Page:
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Is Your Domain Name A Trademark Infringement?
By Shelley Lowery
I recently received an email from a concerned, fellow Internet business owner, asking for my opinion on an issue
that could literally destroy his Internet business and the business of several other domains involved.
He had received legal notice from a prominent company, stating that he needed to relinquish his use and rights
to his web site domain name because it contained three letters that infringed upon their trademark and their domain
name. This same company also contacted several other Internet business owners and made similar demands.
Should a company that registers a specific trademark have the ability to destroy numerous businesses that legitimately
registered domain names? Should a company that registers a trademark have the responsibility of ensuring that a
domain name registration agency doesn't issue domain names that may be a trademark infringement? Or should an Internet
business have the responsibility of making sure a potential name doesn't Infringe upon a registered trademark?
Where does the responsibility lie?
Ultimately, the responsibility lies with the domain name registrant, as the trademark laws that apply in the hard
copy world also apply on the Internet.
Any company that registers a trademark has the right to protect their trademark and has the right to notify you
that your domain name is infringing upon their trademark. Why? If your domain name has the potential of confusing
the public into thinking the trademark holder is somehow affiliated with your web site, they may bring infringement
claims against you. The courts would have to make the decision based upon the trademark laws and if your domain
name, in fact, has the potential of confusing the public.
Domain name registrants can protect themselves as well. If you have a registered domain name that doesn't infringe
upon any trademarks, you too may be able to register a trademark. Registering a domain name as a trademark isn't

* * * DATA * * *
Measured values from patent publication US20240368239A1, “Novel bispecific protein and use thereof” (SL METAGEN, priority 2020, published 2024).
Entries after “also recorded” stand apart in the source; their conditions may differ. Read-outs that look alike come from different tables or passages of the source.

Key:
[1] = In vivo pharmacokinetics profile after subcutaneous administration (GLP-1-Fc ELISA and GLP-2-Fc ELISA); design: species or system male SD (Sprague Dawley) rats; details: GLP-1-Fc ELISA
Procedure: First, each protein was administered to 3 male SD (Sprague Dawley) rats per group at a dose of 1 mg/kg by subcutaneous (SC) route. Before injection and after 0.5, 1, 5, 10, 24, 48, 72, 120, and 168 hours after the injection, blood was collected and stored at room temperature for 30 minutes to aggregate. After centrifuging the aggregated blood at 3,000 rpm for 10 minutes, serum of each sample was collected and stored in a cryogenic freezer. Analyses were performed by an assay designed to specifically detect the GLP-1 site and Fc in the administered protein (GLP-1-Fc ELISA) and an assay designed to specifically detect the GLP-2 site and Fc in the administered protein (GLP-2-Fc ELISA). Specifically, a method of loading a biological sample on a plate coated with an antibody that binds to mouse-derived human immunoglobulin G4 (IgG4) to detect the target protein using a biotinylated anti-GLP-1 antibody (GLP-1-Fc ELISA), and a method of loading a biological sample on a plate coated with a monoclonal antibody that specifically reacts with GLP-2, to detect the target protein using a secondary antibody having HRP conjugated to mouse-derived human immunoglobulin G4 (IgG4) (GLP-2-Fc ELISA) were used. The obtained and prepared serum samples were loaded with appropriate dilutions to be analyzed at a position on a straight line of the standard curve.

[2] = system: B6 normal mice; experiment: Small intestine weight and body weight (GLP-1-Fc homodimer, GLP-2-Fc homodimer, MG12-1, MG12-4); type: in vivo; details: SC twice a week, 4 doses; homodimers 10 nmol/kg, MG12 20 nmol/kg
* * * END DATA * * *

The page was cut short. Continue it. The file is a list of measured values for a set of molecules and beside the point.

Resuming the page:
easy, but it can be done. Although you can't register the http://www.or the .com, if the use of your name fits
the laws criteria, it can be registered. You should consult with an attorney familiar with the Internet, trademarks
and the laws prior to registering your domain name as a trademark. For a complete explanation, visit:
As stated by the United States Patent and Trademark Office, http://www.uspto.gov/
"A mark composed of a domain name is registerable as a trademark or service mark only if it functions as
a source identifier. The mark as depicted on the specimens must be presented in a manner that will be perceived
by potential purchasers as indicating source and not as merely an informational indication of the domain name address
used to access a web site."
In other words, the use of a domain name must not be used simply as an address to direct customers to your web
site, but must be used to identify the products or services of the business claiming the trademark, which provides
products or services via the Internet.
If you're in the market for a domain name, you may want to consider searching the Trademark Electronic Search System,
prior to registering a domain name. By researching the trademark regulations and knowing your rights, whether
you hold a trademark or a domain name, you may be able to avoid the possibility of litigation.
About the Author
Shelley Lowery is the moderator of Article Announce Writer and Publisher Exchange - An article announcement list
providing free content to hundreds of ezines, newsletters, magazines and web sites. Writers announce your articles
free. Subscribe: mailto:email@example.com
Web Site http://www.web-source.net/articlesub.htm
Tags: Start and Run a Business